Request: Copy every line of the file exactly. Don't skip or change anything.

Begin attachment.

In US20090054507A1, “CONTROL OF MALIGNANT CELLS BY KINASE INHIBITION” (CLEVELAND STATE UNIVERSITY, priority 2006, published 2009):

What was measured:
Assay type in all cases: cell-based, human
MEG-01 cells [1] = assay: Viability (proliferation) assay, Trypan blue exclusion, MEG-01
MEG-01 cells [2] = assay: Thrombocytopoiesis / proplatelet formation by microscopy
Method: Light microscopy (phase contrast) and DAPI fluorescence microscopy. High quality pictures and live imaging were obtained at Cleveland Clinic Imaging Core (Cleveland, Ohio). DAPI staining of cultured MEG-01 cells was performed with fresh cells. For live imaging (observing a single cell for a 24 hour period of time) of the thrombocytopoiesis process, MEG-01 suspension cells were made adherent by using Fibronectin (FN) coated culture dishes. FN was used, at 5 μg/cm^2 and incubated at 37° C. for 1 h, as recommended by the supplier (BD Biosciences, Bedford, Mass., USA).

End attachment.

In US20090054507A1, “CONTROL OF MALIGNANT CELLS BY KINASE INHIBITION” (CLEVELAND STATE UNIVERSITY, priority 2006, published 2009):

What was measured:
Assay type in all cases: cell-based, human
MEG-01 cells [1] = assay: Viability (proliferation) assay, Trypan blue exclusion, MEG-01
MEG-01 cells [2] = assay: Thrombocytopoiesis / proplatelet formation by microscopy
Method: Light microscopy (phase contrast) and DAPI fluorescence microscopy. High quality pictures and live imaging were obtained at Cleveland Clinic Imaging Core (Cleveland, Ohio). DAPI staining of cultured MEG-01 cells was performed with fresh cells. For live imaging (observing a single cell for a 24 hour period of time) of the thrombocytopoiesis process, MEG-01 suspension cells were made adherent by using Fibronectin (FN) coated culture dishes. FN was used, at 5 μg/cm^2 and incubated at 37° C. for 1 h, as recommended by the supplier (BD Biosciences, Bedford, Mass., USA).